DMCO, Vc and 1/theta

Roughton and Forester’s seminal paper from the 1950’s showed that DLCO was a function of two resistances: the alveolar-capillary membrane and the rate of CO uptake by red blood cells. This relationship is shown by:

Formula 1 DLCO conductances

Roughton and Forster also showed that the membrane diffusing capacity (DMCO) and pulmonary capillary blood volume (Vc) could be calculated by performing the DLCO test at different oxygen concentrations and then plotting the results.

Modifed from: Pulmonary Function Testing Guidelines and Controversies, Jack Clausen ed., page 166.

Modifed from: Pulmonary Function Testing Guidelines and Controversies, published 1982, Jack Clausen ed., page 166.

Since the 1950’s DMCO and Vc have been measured for research fairly often. I first performed this test around 30 years ago mostly because I was interested in the technical aspects. I’ve tried to keep current with the research using DMCO and Vc ever since and have come to realize that there are several important details with a significant effect on how this test is performed and calculated.

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When back-extrapolation goes astray

A spirometry report that looked very questionable came across my desk recently. The flow-volume loop was misshapen and the technician’s notes indicated that the results had been highly variable and to “interpret with caution”. I pulled up the raw test results and saw a series of test efforts with flow-volume loops that were all somewhat flattened and with no consistency in either the loops or the numerical results.

This kind of inconsistency can be an indication of poor patient effort but can also occur because of airway problems. The cardio-thoracic surgeons at my hospital have an active airway stenting program and so we see a fair number of patients with trachemalacia. One hallmark of tracheomalacia is that there is usually a flow limitation and that this means that there is usually a flat expiratory plateau in the flow-volume loops. These loops had peak flow-ish humps, but the humps seemed to appear in different locations in every loop and they seemed to have a relatively high frequency flutter.



One plausible explanation for the inconsistent results is vocal cord dysfunction (VCD). VCD is characterized by the paradoxical closure of the vocal cords that results in wheezing or stridor and shortness of breath. The gold standard for diagnosing it is laryngoscopy while the patient is symptomatic but it can be difficult to make a definitive diagnosis since symptoms can often come and go. VCD can mimic asthma but patients usually don’t respond to bronchodilators and have negative challenge tests. Spirometry results like these can only be suggestive, however.

The real problem though, was that the spirometry effort that had been selected for reporting indicated the patient had moderately severe airway obstruction (FEV1 56% of predicted) and there were several efforts that had a significantly higher FEV1. When I checked the numerical values it was apparent that this effort had been selected because it was the effort with the highest FEV1 whose back-extrapolation met ATS-ERS criteria.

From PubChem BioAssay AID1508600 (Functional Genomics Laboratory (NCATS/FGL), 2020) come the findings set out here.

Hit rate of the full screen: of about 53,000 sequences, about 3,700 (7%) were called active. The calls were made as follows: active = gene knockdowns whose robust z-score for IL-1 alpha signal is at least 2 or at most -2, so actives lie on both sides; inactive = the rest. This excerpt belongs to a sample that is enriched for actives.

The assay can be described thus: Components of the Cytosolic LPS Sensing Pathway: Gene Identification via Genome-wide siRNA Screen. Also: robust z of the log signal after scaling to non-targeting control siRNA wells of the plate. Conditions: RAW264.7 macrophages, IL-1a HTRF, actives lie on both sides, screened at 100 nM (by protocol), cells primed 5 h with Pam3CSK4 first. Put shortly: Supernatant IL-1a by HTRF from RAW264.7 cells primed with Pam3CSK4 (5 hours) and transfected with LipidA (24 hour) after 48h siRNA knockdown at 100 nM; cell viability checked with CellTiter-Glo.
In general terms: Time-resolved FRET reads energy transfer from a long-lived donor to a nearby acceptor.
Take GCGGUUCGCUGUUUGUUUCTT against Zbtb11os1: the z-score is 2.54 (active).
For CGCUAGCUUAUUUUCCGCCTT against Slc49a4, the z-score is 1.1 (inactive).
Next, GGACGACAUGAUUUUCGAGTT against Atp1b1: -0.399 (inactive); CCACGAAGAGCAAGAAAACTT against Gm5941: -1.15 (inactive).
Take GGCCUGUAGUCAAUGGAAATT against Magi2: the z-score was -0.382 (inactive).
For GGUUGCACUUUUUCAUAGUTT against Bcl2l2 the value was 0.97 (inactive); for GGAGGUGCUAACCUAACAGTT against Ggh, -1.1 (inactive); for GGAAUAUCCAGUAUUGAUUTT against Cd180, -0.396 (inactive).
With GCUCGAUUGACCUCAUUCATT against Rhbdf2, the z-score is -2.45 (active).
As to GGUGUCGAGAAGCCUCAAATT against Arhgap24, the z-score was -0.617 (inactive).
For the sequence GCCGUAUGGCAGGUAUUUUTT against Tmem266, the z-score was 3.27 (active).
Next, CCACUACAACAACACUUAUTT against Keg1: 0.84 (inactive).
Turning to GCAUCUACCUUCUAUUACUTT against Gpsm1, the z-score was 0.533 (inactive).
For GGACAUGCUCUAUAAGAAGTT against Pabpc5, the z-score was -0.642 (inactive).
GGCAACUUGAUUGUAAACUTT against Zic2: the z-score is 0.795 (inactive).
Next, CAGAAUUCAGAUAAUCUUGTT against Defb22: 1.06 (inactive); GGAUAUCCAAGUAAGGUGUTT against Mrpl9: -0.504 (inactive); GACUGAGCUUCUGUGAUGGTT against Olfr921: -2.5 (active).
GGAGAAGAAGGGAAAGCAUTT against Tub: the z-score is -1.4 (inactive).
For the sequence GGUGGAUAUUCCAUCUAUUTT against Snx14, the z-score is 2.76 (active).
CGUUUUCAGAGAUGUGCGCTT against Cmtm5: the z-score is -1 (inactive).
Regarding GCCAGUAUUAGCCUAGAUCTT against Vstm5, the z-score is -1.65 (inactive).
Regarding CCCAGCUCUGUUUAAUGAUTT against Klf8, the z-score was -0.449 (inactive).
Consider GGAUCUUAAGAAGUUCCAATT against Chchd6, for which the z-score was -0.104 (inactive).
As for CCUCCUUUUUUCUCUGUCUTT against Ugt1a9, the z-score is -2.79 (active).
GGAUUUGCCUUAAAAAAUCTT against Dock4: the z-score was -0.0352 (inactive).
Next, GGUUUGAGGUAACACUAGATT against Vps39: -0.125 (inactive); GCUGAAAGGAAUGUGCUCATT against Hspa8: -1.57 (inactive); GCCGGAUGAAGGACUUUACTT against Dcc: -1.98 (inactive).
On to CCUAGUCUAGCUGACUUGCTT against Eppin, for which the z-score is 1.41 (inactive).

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Mixing doesn’t always make a match

Recently I was reviewing a spirometry report and noticed that the FVC was below normal. A low FVC can suggest a restrictive lung disease but the reported expiratory time was only about 4 seconds. I took a look at the graphics included with the report and the volume-time curve showed the effort ended well before 6 seconds so my first thought was that the reduced FVC was more likely because of suboptimal patient effort than anything else.

I always try to review spirometry results whenever there is anything questionable so I pulled up the raw test results and immediately saw that the reported FVC was actually a composite. The ATS-ERS statements on Spirometry and Interpretation say that the highest VC regardless of which test it came from (which even includes the slow vital capacity test from lung volume measurements and the inspiratory volume from a DLCO) should be used when reporting spirometry results. In this case the FVC came from one effort, the FEV1 and everything else came from a different effort. The interesting thing was that the effort the FVC came from was about 10 seconds long which shows it actually was an adequate effort. The FEV1 effort on the other hand was only about 4 seconds long and showed an abrupt and early termination of exhalation.

The technician who performed the tests selected the correct efforts to make a composite. The patient had made five spirometry efforts and the selected FVC was significantly larger than all of the other efforts but the FEV1 from the same effort was significantly lower than several other efforts. Our criteria for selecting FEV1 does not just go by the largest FEV1, we also look at the peak flow (PEF) and whether there has been any back extrapolation and the effort the FEV1 came from had the highest peak flow and no back extrapolation. So, a good choice had been made on both efforts.

When it comes to selecting values from different spirometry efforts there are only a limited number of results that our lab software allows us to mix and match. The FVC, the FEV1 and the graphics (flow-volume loop and volume-time curve which are linked to each other) can all be selected individually, but everything else, which includes the expiratory time, PEF, FEF25-75, MEF50 etc. etc. can only be selected as a group.

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